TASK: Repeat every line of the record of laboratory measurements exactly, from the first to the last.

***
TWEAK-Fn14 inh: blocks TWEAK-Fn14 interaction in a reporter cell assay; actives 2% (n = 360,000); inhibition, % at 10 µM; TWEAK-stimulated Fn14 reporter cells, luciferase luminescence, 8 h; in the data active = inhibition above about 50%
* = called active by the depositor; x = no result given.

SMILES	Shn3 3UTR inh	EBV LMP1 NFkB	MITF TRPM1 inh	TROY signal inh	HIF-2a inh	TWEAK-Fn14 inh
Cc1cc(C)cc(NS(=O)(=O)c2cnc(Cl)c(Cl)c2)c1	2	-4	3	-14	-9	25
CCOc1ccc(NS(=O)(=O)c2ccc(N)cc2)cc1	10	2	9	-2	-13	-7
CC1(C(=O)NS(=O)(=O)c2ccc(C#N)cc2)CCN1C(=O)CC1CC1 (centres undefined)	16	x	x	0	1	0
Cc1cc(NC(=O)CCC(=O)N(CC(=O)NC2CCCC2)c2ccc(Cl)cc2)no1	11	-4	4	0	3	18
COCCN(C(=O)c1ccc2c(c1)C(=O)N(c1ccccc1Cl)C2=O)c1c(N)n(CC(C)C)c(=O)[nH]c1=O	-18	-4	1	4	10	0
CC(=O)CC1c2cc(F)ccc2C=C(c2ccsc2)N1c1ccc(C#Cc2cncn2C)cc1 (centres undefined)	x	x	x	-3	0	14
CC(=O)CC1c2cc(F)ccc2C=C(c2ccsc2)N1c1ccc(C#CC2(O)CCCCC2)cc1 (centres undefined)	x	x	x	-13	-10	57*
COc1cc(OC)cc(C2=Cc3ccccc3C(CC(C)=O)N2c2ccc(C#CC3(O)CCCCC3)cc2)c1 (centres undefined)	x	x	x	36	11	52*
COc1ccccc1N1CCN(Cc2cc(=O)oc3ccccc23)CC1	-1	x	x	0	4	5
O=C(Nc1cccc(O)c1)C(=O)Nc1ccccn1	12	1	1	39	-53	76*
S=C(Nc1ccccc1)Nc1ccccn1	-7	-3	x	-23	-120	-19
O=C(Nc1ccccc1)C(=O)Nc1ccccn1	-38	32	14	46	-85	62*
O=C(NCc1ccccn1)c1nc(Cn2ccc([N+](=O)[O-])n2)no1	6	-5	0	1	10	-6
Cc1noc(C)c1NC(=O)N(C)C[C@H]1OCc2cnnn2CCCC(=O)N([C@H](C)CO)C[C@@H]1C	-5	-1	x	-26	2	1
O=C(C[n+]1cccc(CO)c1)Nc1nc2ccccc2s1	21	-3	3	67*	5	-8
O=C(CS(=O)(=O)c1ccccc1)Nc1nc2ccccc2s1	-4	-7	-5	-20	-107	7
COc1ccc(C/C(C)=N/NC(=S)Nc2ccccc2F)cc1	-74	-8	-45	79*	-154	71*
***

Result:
TWEAK-Fn14 inh: blocks TWEAK-Fn14 interaction in a reporter cell assay; actives 2% (n = 360,000); inhibition, % at 10 µM; TWEAK-stimulated Fn14 reporter cells, luciferase luminescence, 8 h; in the data active = inhibition above about 50%
* = called active by the depositor; x = no result given.

SMILES	Shn3 3UTR inh	EBV LMP1 NFkB	MITF TRPM1 inh	TROY signal inh	HIF-2a inh	TWEAK-Fn14 inh
Cc1cc(C)cc(NS(=O)(=O)c2cnc(Cl)c(Cl)c2)c1	2	-4	3	-14	-9	25
CCOc1ccc(NS(=O)(=O)c2ccc(N)cc2)cc1	10	2	9	-2	-13	-7
CC1(C(=O)NS(=O)(=O)c2ccc(C#N)cc2)CCN1C(=O)CC1CC1 (centres undefined)	16	x	x	0	1	0
Cc1cc(NC(=O)CCC(=O)N(CC(=O)NC2CCCC2)c2ccc(Cl)cc2)no1	11	-4	4	0	3	18
COCCN(C(=O)c1ccc2c(c1)C(=O)N(c1ccccc1Cl)C2=O)c1c(N)n(CC(C)C)c(=O)[nH]c1=O	-18	-4	1	4	10	0
CC(=O)CC1c2cc(F)ccc2C=C(c2ccsc2)N1c1ccc(C#Cc2cncn2C)cc1 (centres undefined)	x	x	x	-3	0	14
CC(=O)CC1c2cc(F)ccc2C=C(c2ccsc2)N1c1ccc(C#CC2(O)CCCCC2)cc1 (centres undefined)	x	x	x	-13	-10	57*
COc1cc(OC)cc(C2=Cc3ccccc3C(CC(C)=O)N2c2ccc(C#CC3(O)CCCCC3)cc2)c1 (centres undefined)	x	x	x	36	11	52*
COc1ccccc1N1CCN(Cc2cc(=O)oc3ccccc23)CC1	-1	x	x	0	4	5
O=C(Nc1cccc(O)c1)C(=O)Nc1ccccn1	12	1	1	39	-53	76*
S=C(Nc1ccccc1)Nc1ccccn1	-7	-3	x	-23	-120	-19
O=C(Nc1ccccc1)C(=O)Nc1ccccn1	-38	32	14	46	-85	62*
O=C(NCc1ccccn1)c1nc(Cn2ccc([N+](=O)[O-])n2)no1	6	-5	0	1	10	-6
Cc1noc(C)c1NC(=O)N(C)C[C@H]1OCc2cnnn2CCCC(=O)N([C@H](C)CO)C[C@@H]1C	-5	-1	x	-26	2	1
O=C(C[n+]1cccc(CO)c1)Nc1nc2ccccc2s1	21	-3	3	67*	5	-8
O=C(CS(=O)(=O)c1ccccc1)Nc1nc2ccccc2s1	-4	-7	-5	-20	-107	7
COc1ccc(C/C(C)=N/NC(=S)Nc2ccccc2F)cc1	-74	-8	-45	79*	-154	71*